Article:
Yesterday, David Chipperfield Architects Milan (DCA Milan) was chosen to spearhead the renovation of the Procuratie Vecchie, a 16th century building located on the north side of the Piazza San Marco in Venice, Italy, that has not been open to the public for 500 years. The project was commissioned by Italian insurance company Generali, which held an international design competition earlier this year to select an architect that would transform the historic building into a headquarters and hub for the company's newest flagship initiative: The Human Safety Net, launched in conjunction with the announcement of the winning design.
The 500-year-old building, which was originally intended to house the apartments and offices of the procurators of San Marco, was rebuilt in the 16th century by Italian architect Mauro Codussi after a fire burned the original 12th-century structure to the ground. Up until recently, the Procuratie Vecchie has been used as Generali's headquarters since 1832, but was closed to the general public.
Now, the building will play a pivotal role as a center for people to "seek inspiration from programs, exchange ideas, and volunteer to take collective action," according to a press release by Generali. "The hub will host regular public exhibitions, events and discussions on pressing social and demographic challenges from poverty to migration." The Human Safety Net initiative aims to help the most vulnerable people and communities around the world through three main programs: The Human Safety Net for Families, The Human Safety Net for Refugee Start-Ups, and The Human Safety Net for Newborns.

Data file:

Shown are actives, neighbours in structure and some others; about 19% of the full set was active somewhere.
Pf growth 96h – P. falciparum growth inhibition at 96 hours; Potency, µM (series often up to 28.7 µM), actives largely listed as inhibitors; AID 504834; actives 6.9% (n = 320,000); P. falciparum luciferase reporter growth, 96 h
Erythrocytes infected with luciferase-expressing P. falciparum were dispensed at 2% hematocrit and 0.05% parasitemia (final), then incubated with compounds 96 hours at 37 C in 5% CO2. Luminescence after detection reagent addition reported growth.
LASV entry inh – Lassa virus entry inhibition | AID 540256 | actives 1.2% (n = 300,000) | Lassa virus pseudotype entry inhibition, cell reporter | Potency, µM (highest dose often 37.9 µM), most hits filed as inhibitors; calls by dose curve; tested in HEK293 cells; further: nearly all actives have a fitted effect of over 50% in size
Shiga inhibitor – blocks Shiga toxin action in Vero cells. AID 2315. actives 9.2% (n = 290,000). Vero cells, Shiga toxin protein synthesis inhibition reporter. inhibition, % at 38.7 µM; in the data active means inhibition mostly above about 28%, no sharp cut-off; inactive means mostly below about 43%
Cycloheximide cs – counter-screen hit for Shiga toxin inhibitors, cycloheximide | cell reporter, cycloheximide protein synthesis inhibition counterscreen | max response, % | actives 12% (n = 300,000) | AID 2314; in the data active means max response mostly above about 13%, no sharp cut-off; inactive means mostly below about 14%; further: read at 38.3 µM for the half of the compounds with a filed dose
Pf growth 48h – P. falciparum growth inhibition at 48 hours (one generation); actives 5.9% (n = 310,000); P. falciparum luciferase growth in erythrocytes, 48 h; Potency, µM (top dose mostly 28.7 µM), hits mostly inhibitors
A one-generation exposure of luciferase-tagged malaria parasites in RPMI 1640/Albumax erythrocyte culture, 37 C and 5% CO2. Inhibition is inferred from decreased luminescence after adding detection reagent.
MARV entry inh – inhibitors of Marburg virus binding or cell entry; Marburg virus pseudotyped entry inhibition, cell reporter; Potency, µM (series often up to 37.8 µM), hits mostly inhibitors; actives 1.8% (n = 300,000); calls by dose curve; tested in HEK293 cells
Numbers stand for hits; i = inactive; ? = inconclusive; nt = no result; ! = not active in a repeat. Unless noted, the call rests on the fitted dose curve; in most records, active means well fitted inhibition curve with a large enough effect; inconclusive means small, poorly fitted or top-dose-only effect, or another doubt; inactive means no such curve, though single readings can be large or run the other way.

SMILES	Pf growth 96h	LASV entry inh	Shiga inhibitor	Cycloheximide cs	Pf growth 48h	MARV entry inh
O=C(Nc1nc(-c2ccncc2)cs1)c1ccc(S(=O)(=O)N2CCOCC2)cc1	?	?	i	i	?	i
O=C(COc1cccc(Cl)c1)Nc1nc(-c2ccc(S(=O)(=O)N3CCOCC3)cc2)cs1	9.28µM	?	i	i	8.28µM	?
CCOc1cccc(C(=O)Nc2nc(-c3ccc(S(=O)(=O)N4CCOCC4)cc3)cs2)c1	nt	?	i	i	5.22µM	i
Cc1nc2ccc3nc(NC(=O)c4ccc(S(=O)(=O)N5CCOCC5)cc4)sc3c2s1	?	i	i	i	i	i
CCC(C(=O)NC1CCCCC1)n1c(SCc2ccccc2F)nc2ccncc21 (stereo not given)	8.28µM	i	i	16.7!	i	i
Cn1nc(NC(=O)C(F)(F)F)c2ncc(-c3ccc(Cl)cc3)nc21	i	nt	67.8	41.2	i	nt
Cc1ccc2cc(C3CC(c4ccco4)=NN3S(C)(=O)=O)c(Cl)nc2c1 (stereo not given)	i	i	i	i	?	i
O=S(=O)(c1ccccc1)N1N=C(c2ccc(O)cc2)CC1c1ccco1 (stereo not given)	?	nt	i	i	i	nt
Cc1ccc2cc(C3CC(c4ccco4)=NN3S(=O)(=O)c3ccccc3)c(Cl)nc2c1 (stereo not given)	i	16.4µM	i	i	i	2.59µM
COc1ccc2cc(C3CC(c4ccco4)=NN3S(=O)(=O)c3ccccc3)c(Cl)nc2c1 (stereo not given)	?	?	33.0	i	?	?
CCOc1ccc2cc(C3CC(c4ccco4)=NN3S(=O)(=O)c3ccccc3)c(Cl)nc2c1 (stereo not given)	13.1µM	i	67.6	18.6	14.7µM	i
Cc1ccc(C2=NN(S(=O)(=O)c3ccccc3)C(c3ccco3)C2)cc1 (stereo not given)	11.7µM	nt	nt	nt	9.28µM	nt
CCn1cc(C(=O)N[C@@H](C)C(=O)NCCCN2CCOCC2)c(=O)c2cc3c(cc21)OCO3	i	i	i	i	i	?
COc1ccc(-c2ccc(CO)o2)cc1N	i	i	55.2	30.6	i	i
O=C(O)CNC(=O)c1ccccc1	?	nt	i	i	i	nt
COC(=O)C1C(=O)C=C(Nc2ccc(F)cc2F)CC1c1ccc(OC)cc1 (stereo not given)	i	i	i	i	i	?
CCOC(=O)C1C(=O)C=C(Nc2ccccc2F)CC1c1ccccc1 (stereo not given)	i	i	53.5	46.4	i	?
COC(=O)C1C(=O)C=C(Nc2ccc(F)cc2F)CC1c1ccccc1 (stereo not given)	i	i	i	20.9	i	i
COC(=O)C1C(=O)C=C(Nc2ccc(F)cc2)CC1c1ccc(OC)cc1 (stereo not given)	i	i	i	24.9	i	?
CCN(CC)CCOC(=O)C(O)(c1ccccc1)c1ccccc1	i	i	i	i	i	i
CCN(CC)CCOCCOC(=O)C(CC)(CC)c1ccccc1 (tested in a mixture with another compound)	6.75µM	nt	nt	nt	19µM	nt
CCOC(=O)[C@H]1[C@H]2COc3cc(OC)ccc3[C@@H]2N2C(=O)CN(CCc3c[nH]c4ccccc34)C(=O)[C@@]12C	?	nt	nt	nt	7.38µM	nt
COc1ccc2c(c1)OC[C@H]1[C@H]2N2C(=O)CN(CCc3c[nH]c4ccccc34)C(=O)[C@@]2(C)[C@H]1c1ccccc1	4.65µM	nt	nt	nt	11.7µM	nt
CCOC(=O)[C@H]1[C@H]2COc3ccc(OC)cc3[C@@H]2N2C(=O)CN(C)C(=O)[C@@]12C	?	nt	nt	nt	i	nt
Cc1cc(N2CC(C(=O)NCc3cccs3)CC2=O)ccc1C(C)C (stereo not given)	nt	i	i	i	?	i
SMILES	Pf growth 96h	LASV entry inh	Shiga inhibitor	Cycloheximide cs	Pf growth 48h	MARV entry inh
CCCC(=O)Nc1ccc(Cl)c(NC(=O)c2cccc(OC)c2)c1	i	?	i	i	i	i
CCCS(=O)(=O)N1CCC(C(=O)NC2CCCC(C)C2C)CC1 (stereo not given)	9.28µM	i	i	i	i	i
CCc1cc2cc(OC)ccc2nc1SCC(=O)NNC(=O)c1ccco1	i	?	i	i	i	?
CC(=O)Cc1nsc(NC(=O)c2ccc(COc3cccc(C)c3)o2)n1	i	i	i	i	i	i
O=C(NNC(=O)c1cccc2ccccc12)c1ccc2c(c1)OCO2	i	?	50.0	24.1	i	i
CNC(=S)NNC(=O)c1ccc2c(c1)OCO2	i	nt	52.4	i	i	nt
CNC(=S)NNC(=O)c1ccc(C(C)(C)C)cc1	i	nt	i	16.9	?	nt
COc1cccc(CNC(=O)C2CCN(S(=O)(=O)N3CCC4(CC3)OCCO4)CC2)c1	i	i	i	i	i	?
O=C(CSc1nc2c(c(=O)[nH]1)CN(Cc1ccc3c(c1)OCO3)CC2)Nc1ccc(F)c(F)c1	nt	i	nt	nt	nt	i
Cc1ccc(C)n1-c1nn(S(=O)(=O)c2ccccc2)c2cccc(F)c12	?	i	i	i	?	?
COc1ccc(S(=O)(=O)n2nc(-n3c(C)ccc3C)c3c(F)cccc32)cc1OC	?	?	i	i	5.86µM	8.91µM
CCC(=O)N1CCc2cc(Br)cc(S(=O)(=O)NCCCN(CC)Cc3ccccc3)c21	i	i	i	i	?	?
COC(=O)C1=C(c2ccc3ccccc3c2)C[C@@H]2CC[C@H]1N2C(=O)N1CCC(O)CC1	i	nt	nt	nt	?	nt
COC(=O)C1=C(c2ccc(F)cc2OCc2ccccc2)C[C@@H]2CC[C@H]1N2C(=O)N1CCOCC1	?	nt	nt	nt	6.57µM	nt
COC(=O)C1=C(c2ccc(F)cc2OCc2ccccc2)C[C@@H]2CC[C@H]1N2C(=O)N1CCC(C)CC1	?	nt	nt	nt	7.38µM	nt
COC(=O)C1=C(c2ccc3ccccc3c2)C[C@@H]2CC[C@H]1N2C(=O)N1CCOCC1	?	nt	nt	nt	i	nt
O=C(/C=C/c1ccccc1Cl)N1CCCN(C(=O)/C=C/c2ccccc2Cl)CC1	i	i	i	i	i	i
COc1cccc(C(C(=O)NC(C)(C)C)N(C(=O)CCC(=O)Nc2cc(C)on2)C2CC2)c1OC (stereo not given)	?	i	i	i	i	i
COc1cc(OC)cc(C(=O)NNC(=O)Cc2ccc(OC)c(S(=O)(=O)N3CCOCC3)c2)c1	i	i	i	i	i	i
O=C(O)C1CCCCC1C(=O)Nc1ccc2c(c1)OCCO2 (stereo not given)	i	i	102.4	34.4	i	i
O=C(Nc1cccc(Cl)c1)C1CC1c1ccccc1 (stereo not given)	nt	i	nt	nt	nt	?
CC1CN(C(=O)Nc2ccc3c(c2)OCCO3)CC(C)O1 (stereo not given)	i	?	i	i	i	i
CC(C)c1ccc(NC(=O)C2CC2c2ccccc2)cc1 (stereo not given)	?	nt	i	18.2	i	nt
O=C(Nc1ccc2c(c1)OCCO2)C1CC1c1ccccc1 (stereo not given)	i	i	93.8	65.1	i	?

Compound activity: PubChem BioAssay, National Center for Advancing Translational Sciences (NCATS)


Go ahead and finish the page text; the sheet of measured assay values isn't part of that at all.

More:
The restoration of this building, "will reunify the interiors of the Procuratie and introduce clarity ... establishing suitable spaces for the foundation, as well as improving circulation," DCA Milan said in a press release. The firm also plans to create a public route from Procuratie Nuove (the second building on the south side of the Piazza San Marco) to the Royal Gardens of Venice (Giardini Reali) on the Grand Canal. The project is set to be completed in 2020.